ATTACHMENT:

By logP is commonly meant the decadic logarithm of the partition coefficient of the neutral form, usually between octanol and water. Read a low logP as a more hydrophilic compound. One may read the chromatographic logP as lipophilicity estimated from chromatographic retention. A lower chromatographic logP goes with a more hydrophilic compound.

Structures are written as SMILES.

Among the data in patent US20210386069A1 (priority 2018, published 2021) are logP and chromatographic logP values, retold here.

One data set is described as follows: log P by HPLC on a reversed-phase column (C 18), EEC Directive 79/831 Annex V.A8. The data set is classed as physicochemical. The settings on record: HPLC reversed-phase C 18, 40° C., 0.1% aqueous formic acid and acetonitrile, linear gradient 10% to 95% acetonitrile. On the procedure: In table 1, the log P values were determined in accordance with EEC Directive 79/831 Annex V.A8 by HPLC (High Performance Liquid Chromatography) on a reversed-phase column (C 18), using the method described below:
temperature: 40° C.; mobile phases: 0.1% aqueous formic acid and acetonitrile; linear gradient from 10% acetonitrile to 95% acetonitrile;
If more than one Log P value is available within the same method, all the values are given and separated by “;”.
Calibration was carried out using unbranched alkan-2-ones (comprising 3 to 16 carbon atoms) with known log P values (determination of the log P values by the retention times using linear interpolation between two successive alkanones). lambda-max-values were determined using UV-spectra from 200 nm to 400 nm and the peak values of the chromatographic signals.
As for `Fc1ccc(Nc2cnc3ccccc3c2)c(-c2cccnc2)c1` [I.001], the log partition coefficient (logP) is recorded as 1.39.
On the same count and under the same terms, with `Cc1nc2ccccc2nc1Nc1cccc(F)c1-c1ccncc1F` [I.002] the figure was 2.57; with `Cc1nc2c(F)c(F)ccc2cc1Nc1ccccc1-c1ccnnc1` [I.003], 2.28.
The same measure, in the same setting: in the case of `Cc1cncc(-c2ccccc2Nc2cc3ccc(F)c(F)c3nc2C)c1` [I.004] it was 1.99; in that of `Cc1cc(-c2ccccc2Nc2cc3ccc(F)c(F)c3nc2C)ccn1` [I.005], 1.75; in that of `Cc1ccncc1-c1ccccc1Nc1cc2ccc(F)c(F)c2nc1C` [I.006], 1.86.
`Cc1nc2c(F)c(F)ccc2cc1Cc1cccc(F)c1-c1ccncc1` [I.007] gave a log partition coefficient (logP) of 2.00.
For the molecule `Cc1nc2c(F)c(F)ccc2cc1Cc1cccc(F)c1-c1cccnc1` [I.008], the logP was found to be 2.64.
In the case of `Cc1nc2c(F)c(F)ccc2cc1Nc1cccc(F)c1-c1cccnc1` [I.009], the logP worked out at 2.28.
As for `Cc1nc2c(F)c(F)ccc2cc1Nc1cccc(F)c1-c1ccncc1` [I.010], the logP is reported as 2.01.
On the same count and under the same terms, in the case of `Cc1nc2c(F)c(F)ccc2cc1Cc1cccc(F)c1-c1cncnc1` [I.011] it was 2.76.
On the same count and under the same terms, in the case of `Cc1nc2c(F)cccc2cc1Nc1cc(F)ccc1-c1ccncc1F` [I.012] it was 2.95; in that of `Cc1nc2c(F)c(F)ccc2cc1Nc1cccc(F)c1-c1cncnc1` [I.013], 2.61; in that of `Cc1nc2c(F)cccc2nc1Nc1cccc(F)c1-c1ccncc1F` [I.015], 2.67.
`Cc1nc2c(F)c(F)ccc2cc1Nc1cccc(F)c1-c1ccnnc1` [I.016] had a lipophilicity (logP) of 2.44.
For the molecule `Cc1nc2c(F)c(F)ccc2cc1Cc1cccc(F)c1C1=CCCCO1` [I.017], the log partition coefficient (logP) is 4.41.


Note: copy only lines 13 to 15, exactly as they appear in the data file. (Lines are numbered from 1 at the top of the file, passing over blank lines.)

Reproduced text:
In the case of `Cc1nc2c(F)c(F)ccc2cc1Nc1cccc(F)c1-c1cccnc1` [I.009], the logP worked out at 2.28.
As for `Cc1nc2c(F)c(F)ccc2cc1Nc1cccc(F)c1-c1ccncc1` [I.010], the logP is reported as 2.01.
On the same count and under the same terms, in the case of `Cc1nc2c(F)c(F)ccc2cc1Cc1cccc(F)c1-c1cncnc1` [I.011] it was 2.76.